Spring Itch

These last few weeks have become dull in the world of teaching. We’ve had numerous assemblies, MCAS practice days, and the MCAS itself. The kids have had pretty standard assignments that they can complete independently because of the messed up schedule. Lessons are planned, IEPs are written, and I’m in March limbo. I look out the window and the weather is getting warmer, the sun is out, and I’m thinking of what I’d rather be doing if I had the time, the choice…

Which reminds me of this Boston Globe article.  The author of the book, Laura Vanderkam, states that we actually have more time than we realize, we just don’t spend it well. She figured out that she doesn’t work as many hours as she thought and basic housework takes minutes rather than hours. She realized she spend a lot of her time on the internet or wantering around the house.

I don’t think I spend too much time on the internet although it can be a time sucker, I’ll admit. But I get the wandering around the house thing. I definitely do that, picking up little toys, putting things away that are just going to be pulled out again. I’m always sort of surprised at school that when I sit down, stop checking my email, how quickly I can get stuff accomplished that I previously had put off doing.

I feel like I should be spending these freer days at work plainning curriculum, reflecting on my teaching, but I confess the Spring weather is calling to me. Perhaps a lunchtime walk to clear my head? I don’t know. March is a long month.

Weekend Thoughts

Just put Z to bed. It was a rough one with the time change that of course I didn’t plan for. I should have skipped his nap. I can hear him fooling around in his room.

It was a weird weekend. Went out with some girlfriends Friday night, neither of whom have kids. I felt weird anyway because I have to wear my glasses for a month due to an eye infection. I’ve been wearing contacts since I was twelve so wearing glasses makes me feel discombobulated. They were also late and I was early, like the dork that I am, and I ended up sitting at the bar by myself for a while which I haven’t done in a long time. Alone with the Friday night crowd with my thoughts at a hip bar. After dinner was over I was thinking that I actually had enjoyed my conversation with some other moms at daycare as we waited for our napping toddlers to wake up almost more than the dinner conversation. I felt sort of out of it at dinner and I couldn’t quite keep up with the talk of tv shows I hadn’t seen and online dating that I’ve never done. I always wish I had more friends with kids.

Today we went for a walk in a local park. I love watching Z run around, chasing birds, climbing hills to find the perfect stick or rock. Playgrounds are cool but I feel like Z gets stuck digging in the sand and doesn’t move enough. We also made sure to stock up on really good food, especially fresh produce. I need to try to eat better during the work week instead of subsisting on yogurt and granola bars. In my last job, I left the house at 6am and didn’t return until 6pm so I was much more mindful about the food and snacks I brought. I’ve had to remind myself that I feel so much better when I eat well. So this week we have tons of fresh fruit and veggies, I’m sure not local but it is New England in the winter, and some good staples. I made Amanda Soule’s leftover oatmeal muffins (best recipe I’ve tried) as well as a tortellini salad with lots of salad veggies.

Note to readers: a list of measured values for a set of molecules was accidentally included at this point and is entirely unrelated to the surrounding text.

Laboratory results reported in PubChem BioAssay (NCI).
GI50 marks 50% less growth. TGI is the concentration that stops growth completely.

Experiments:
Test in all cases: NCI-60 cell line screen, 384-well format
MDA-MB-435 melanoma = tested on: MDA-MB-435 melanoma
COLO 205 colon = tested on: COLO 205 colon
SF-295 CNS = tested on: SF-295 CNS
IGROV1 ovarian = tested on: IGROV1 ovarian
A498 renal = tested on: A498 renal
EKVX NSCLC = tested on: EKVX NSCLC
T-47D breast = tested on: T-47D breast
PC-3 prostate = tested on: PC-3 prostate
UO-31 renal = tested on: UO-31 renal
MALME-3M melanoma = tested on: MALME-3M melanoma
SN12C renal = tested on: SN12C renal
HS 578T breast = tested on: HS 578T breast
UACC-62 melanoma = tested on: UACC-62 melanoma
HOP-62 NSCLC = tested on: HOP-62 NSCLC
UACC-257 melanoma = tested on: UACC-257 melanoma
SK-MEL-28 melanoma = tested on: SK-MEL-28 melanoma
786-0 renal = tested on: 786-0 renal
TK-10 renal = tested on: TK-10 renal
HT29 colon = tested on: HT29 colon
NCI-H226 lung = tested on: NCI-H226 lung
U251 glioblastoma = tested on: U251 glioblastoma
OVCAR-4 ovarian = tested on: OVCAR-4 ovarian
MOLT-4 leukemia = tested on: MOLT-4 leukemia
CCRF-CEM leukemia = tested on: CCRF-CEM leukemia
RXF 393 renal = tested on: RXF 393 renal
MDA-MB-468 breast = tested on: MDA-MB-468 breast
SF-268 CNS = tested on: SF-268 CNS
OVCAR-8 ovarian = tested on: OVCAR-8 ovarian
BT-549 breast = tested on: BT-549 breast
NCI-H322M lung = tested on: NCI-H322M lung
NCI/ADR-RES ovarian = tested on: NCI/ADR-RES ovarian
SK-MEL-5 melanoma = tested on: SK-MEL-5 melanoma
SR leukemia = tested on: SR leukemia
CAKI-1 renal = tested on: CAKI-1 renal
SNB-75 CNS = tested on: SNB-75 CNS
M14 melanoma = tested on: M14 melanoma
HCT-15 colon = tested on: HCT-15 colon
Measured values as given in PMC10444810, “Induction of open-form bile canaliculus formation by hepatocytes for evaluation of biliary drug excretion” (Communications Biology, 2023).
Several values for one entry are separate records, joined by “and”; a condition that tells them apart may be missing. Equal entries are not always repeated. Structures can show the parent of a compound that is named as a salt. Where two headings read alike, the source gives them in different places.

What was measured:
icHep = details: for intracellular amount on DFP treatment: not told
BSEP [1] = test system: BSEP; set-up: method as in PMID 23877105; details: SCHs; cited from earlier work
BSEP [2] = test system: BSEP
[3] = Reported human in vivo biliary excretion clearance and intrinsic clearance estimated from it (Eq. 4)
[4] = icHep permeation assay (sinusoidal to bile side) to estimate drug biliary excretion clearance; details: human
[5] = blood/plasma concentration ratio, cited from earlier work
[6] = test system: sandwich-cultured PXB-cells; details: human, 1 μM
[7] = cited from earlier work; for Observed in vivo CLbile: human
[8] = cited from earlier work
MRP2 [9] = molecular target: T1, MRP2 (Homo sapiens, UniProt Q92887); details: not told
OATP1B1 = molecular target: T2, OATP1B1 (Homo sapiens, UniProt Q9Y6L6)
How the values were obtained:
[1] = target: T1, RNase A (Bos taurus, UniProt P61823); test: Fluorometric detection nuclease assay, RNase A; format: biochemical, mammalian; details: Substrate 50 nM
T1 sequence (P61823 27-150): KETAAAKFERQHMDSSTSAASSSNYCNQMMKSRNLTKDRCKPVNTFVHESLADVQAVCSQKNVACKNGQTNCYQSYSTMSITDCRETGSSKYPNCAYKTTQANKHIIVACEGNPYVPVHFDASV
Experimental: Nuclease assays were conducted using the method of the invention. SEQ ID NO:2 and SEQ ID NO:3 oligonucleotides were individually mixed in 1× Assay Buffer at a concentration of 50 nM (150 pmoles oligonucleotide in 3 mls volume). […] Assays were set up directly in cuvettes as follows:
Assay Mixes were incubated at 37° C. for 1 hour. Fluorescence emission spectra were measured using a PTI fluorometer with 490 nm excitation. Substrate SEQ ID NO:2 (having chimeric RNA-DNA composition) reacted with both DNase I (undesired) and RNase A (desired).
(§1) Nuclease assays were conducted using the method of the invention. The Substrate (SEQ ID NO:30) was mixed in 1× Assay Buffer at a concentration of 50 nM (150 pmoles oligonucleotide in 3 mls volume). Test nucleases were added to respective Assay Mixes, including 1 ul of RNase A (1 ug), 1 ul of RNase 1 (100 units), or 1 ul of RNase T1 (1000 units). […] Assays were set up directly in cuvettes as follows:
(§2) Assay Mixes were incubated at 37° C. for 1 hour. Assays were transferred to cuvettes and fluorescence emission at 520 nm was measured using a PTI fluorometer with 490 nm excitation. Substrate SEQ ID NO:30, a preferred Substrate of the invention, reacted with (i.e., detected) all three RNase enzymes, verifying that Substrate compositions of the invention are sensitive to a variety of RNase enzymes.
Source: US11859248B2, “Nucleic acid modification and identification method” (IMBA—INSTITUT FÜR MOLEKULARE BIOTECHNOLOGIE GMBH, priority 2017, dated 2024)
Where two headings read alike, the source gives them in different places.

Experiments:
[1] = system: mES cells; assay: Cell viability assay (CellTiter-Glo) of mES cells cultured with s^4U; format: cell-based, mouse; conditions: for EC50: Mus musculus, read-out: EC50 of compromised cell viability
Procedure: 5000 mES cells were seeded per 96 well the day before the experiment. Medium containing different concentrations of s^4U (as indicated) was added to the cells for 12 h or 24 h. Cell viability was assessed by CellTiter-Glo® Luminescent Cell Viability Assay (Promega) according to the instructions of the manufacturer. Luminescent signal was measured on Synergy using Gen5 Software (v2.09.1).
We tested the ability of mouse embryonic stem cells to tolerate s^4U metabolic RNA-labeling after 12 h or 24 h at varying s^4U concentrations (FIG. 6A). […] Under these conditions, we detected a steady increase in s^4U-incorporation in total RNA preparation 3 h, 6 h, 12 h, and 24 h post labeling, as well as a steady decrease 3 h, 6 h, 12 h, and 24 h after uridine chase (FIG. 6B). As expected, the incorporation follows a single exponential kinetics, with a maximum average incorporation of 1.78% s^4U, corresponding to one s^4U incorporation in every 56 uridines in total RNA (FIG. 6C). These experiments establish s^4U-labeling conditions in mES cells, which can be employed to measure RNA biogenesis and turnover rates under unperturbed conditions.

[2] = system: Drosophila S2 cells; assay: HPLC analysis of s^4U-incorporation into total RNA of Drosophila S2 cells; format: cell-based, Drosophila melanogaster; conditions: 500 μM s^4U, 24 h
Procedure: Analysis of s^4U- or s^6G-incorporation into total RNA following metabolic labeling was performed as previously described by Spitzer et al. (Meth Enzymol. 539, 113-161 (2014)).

Anxious about the coming weeks. We have MCAS practice days this week and then two weeks of testing for me. I don’t worry so much about how they do, it will be what it will be, but more about the behavior and emotions. Will they take it seriously or blow it off? I have a student that has refused to take it in the past, will he repeat his performance? Also just the whining and the dead time after the test. I prefer my neat, orderly classes that I have complete control over. With MCAS, I’m at the mercy of administration scheduling me the right rooms at the right times.

Sorry for the melancholy post with the beautiful spring weather coming. I think I just need to get through March and the feeling of burnout that comes with it. Z is calling me, he’s so not going to sleep well tonight!

How was your weekend? What are you thinking about?

I Hate Teaching Poetry

I hate teaching poetry. I don’t like writing it and, with few exceptions, I don’t like to read it. I see the other English teachers at my school teaching huge poetry units where the kids put together anthologies and write a bunch of poems and I’m so jealous that they can do that.  I teach English and I work in a state that will include poetry on the state exam so I have to spend a little time on it. Also, keep in mind I teach reluctant readers all of whom are on IEPs for disabilities having to do with reading and writing.

So this is what I do. First, I teach the basic figurative language-metaphor, simile, personification, hyperbole, and alliteration. We practice identifying these in poems and also in isolation. Sometimes I have the students make a poster illustrating some examples of one type of figurative language like these:










I made a graphic organizer that you can get for free here to analyze poems and we write paragraphs about poems based on this organizer. But the big project we do is the song lyric project. It’s pretty simple really. The kids bring in some song lyrics (school appropriate of course!) that they can pick out some examples of figurative language. Any song is going to have some sort of figurative language in it so any song will do. Then they fill out the graphic organizer for their song.







Then instead of writing another paragraph about their song, they put that information into a poster like these:

It’s a relatively independent project. I thought I would have a big issue with “school appropriate” lyrics but I really haven’t. The kids will try to push it when I present the project but when it comes to actually bringing in the lyrics, they’re usually fine. It’s also a good project for those weird weeks like the ones before vacations or with early releases where it can be hard to start anything new. Are there any other ideas for teaching poetry out there? Because I really do hate it!